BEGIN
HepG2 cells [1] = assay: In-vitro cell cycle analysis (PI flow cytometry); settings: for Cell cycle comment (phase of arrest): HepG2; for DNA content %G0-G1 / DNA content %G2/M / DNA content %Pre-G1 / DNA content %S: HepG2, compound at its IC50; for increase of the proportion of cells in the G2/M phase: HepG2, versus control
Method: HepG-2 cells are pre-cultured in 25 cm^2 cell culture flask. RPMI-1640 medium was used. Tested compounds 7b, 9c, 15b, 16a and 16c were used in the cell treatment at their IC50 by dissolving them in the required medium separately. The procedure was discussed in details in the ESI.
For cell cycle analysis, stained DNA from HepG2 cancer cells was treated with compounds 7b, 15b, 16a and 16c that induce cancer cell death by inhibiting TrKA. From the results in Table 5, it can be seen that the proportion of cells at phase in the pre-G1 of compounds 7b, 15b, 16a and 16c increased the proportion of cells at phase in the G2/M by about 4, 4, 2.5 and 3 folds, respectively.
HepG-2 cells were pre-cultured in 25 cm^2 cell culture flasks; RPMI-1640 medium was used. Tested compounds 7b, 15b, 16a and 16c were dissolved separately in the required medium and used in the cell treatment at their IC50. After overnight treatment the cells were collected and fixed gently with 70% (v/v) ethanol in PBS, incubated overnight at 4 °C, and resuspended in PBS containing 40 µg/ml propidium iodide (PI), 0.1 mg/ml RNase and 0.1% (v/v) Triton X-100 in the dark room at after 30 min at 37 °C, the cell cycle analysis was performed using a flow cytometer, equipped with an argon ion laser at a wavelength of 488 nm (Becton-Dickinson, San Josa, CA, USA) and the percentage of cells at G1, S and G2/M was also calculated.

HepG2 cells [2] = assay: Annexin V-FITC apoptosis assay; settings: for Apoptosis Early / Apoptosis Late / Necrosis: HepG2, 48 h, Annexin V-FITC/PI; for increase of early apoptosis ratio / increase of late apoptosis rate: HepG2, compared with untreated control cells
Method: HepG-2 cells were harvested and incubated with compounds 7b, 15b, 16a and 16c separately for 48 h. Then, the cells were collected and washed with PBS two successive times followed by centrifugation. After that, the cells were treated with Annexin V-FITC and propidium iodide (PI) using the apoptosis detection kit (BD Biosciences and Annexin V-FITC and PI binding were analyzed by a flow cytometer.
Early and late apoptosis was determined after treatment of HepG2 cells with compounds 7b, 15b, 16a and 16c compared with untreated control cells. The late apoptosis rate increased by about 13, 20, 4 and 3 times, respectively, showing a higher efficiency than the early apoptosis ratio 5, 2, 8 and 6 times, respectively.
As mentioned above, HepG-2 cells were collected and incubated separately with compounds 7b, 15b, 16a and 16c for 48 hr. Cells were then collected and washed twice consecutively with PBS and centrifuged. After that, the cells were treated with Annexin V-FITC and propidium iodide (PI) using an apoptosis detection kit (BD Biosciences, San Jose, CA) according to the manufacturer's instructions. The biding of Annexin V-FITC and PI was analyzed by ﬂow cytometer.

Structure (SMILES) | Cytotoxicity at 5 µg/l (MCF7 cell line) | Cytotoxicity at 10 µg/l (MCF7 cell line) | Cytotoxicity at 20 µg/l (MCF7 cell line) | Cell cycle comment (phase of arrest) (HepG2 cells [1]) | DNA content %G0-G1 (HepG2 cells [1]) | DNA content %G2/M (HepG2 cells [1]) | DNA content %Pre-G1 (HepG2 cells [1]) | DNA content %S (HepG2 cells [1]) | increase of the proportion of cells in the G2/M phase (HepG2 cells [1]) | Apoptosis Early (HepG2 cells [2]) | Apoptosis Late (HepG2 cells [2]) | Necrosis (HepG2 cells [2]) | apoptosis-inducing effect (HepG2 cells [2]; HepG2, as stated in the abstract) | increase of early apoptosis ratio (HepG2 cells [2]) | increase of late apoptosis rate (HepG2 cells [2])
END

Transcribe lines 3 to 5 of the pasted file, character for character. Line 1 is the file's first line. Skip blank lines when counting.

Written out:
For cell cycle analysis, stained DNA from HepG2 cancer cells was treated with compounds 7b, 15b, 16a and 16c that induce cancer cell death by inhibiting TrKA. From the results in Table 5, it can be seen that the proportion of cells at phase in the pre-G1 of compounds 7b, 15b, 16a and 16c increased the proportion of cells at phase in the G2/M by about 4, 4, 2.5 and 3 folds, respectively.
HepG-2 cells were pre-cultured in 25 cm^2 cell culture flasks; RPMI-1640 medium was used. Tested compounds 7b, 15b, 16a and 16c were dissolved separately in the required medium and used in the cell treatment at their IC50. After overnight treatment the cells were collected and fixed gently with 70% (v/v) ethanol in PBS, incubated overnight at 4 °C, and resuspended in PBS containing 40 µg/ml propidium iodide (PI), 0.1 mg/ml RNase and 0.1% (v/v) Triton X-100 in the dark room at after 30 min at 37 °C, the cell cycle analysis was performed using a flow cytometer, equipped with an argon ion laser at a wavelength of 488 nm (Becton-Dickinson, San Josa, CA, USA) and the percentage of cells at G1, S and G2/M was also calculated.

HepG2 cells [2] = assay: Annexin V-FITC apoptosis assay; settings: for Apoptosis Early / Apoptosis Late / Necrosis: HepG2, 48 h, Annexin V-FITC/PI; for increase of early apoptosis ratio / increase of late apoptosis rate: HepG2, compared with untreated control cells